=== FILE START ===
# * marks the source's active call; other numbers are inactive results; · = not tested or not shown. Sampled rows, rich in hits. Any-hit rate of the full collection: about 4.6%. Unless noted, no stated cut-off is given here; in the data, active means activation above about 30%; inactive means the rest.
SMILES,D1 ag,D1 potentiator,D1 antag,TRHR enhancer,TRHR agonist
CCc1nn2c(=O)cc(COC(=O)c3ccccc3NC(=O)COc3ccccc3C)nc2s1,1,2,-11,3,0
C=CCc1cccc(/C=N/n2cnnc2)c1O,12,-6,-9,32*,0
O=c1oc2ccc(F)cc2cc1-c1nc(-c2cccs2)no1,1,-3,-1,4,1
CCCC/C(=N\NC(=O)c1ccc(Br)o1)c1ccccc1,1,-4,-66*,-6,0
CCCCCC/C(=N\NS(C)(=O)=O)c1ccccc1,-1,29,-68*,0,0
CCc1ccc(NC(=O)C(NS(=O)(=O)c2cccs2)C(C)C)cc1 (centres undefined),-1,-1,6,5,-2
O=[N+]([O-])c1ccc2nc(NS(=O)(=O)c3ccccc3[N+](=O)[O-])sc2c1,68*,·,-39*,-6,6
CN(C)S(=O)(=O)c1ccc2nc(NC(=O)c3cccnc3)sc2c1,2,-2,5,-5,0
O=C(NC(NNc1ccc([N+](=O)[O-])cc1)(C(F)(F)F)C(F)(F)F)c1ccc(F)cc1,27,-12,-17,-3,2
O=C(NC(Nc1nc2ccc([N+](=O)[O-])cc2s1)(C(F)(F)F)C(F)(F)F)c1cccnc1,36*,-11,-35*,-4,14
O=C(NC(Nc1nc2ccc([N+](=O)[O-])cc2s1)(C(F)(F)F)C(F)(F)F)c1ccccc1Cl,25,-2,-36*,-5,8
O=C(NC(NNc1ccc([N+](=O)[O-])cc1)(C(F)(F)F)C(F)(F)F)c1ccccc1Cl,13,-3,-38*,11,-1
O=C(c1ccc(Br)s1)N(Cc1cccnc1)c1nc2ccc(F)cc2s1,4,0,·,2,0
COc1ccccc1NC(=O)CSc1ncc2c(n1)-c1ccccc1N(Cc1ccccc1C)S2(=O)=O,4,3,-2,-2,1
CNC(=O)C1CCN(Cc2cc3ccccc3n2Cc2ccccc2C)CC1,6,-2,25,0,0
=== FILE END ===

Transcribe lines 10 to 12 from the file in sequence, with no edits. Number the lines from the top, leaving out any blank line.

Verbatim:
CN(C)S(=O)(=O)c1ccc2nc(NC(=O)c3cccnc3)sc2c1,2,-2,5,-5,0
O=C(NC(NNc1ccc([N+](=O)[O-])cc1)(C(F)(F)F)C(F)(F)F)c1ccc(F)cc1,27,-12,-17,-3,2
O=C(NC(Nc1nc2ccc([N+](=O)[O-])cc2s1)(C(F)(F)F)C(F)(F)F)c1cccnc1,36*,-11,-35*,-4,14